"Companies are having to hire folks off the street to run CNC machines," said Rhoads. "When manufacturers contact us, we sit down with them and write up a syllabus that includes what they want students to learn in those 10 weeks. We pack in as much as we can, and the companies love it. We are doing this to address the skills gap."

The curriculum prepares students with the analytical, creative and innovative skills to take an idea from concept through design, development and production to finished product. Coursework includes manual machining, computer applications, engineering design, computer-aided design (CAD), computer-aided machining (CAM), blueprint interpretation, advanced computerized numeric control (CNC) equipment, basic and advanced machining operations, precision measurement and high speed multi-axis machining.

CVCC's 87,000 sq. ft. Workforce Solutions Complex houses welding, automotive, HVAC machining and engineering. The machine shop is equipped with manual mills, lathes, saws and grinders as well as CNC machining centers, mills and lathes.

After speaking with area businesses about the college's Machining Integrated Technology curriculum, CVCC instructors investigated CAD/CAM software options to support their equipment investment and best prepare students for machining careers. They soon learned that most local manufacturers use Mastercam (CNC Software, Inc., Tolland, CT) due to its flexibility and network of support. A phone call to Mastercam Reseller Barefoot CNC, in nearby Morganton, was the first step in CVCC's CAD/CAM journey.

"I cannot say enough about Barefoot CNC," said Rhoads. "They are only 30 minutes away so I can easily send my instructors down there for training. Or, if a post-processor is not working, I can call Barefoot and someone will stop by."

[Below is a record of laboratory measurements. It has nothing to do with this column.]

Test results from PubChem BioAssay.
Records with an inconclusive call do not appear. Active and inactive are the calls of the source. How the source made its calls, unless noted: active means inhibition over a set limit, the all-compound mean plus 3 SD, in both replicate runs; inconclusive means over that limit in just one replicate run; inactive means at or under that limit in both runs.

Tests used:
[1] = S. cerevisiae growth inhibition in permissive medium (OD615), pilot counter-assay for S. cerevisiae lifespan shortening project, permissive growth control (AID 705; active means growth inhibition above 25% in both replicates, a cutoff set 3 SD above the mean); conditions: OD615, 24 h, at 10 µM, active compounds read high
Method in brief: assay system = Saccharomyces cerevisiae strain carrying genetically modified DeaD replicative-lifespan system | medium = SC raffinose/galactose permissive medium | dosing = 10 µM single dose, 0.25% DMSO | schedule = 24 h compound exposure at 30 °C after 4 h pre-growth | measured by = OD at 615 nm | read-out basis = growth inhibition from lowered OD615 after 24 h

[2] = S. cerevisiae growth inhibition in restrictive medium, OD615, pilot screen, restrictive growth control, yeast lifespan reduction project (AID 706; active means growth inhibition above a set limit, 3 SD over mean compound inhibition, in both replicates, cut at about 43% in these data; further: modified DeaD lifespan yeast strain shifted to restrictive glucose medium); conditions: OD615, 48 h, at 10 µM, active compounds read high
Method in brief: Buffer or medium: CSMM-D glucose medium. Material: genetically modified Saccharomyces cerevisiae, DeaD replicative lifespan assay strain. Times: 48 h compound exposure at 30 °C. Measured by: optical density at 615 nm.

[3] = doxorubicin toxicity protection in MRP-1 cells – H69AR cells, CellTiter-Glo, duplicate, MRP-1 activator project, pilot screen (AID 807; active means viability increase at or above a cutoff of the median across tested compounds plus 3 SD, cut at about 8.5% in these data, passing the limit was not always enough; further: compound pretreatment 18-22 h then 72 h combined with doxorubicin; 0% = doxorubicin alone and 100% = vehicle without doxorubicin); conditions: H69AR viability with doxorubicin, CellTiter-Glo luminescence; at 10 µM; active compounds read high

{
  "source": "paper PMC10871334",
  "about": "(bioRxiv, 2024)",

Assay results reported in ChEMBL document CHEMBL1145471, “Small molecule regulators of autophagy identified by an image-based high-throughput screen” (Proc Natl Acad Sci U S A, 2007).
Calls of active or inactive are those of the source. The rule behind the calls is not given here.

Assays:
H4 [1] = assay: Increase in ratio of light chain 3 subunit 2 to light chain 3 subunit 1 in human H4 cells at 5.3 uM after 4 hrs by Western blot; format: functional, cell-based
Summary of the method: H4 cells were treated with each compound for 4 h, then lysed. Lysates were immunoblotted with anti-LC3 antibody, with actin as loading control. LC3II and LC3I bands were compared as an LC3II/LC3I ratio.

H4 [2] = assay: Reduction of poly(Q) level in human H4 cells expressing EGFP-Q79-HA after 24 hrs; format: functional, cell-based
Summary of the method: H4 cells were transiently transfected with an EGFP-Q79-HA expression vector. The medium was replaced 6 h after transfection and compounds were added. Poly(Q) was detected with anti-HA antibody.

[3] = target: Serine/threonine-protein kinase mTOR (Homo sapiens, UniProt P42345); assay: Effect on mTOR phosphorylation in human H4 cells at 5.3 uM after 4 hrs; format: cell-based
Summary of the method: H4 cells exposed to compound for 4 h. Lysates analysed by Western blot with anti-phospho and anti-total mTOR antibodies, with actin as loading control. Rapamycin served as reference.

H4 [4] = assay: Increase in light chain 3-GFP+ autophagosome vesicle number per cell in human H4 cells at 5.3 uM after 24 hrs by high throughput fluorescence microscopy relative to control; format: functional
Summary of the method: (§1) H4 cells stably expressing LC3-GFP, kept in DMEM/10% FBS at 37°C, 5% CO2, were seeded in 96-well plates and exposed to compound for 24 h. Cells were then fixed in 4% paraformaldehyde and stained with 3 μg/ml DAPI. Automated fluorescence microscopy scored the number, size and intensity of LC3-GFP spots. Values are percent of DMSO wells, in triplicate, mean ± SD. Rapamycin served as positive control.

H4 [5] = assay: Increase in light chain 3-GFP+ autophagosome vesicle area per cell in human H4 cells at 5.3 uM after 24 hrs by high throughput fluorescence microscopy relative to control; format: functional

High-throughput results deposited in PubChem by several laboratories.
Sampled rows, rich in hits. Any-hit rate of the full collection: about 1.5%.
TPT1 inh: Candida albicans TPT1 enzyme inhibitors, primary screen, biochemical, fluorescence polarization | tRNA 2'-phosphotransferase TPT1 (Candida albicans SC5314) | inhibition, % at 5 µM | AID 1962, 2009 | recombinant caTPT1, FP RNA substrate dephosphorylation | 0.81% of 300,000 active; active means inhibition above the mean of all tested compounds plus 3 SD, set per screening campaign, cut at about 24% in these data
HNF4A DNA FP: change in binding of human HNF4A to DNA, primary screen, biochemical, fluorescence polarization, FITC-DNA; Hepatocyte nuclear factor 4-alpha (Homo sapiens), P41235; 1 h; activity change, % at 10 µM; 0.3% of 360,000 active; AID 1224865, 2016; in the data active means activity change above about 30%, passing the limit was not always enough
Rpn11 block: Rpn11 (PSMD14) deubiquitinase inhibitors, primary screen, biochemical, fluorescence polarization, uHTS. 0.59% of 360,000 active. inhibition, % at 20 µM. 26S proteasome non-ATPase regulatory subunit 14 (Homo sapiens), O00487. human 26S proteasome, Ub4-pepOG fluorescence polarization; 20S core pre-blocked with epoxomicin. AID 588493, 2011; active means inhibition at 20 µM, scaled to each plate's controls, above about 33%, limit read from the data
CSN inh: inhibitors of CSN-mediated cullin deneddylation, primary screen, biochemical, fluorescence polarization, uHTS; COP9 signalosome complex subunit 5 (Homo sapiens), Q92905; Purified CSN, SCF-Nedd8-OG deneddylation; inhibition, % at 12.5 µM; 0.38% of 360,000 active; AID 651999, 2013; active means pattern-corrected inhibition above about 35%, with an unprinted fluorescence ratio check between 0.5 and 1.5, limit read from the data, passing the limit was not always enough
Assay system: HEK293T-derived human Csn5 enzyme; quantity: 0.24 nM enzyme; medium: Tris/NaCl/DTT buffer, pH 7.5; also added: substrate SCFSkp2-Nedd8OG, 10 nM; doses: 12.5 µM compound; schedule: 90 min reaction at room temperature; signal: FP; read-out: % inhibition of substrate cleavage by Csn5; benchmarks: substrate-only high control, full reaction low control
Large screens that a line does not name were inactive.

In addition to machining certification, CVCC graduates can earn one-year diplomas and associate degrees. An intensive eight-week Mastercam summer class focuses on the use and benefits of the CAD/CAM software. More advanced classes cover Mastercam for SOLIDWORKS, which integrates CAD and CAM so programmers can standardize their CAD file database without compromising NC programming quality. Benefits include streamlined productivity, ease of use, speed and accuracy. Mastercam toolpath technology and post-processors are accessible in a SOLIDWORKS environment. To date, CVCC's hands-on learning approach is a proven method for student success.

Before they begin machining, students study Dynamic Motion technology, which allows them to cut more parts in less time. By taking lighter step-overs and deeper step downs, the maximum amount of material is removed with fewer air cuts, resulting in consistent chip thickness and reduced tool wear and cycle times. To better understand how Dynamic Motion works, students design and manufacture Stirling engines comprised of 20 component parts. This year, one Catawba Valley student's Fire-eater engine took second place in the Phillips Machinist Cutting Edge Parts Competition: Student Edition. This project, along with others, lets budding machinists express creativity while learning programming and machining techniques.

"To learn multi-axis machining and surfacing, they find an image of a surface, a skull or Darth Vader's head, for example, bring it into the software and manipulate it so it can be machined on the multi-axis," said Rhoads. "I have used several different CAD/CAM programs and Mastercam is the easiest to me. Dynamic Milling changed the way that we machine."

In addition to ease of use, the software's flexibility and extensive choice of toolpaths are key features, especially for the novice machinist.

"I am plugged in with Mastercam," said Matt Logan, CVCC Integrated Machining Technology student. "I enjoy it. Everyone has their own way of doing things. I have seen students machine the same part I did, but in a totally different way and get the same result. I think that is kind of cool."

CAD/CAM knowledge and shop floor experience are credentials that manufacturers are looking for, even in entry-level employees. Though expertise is not expected, machining and programming skills are.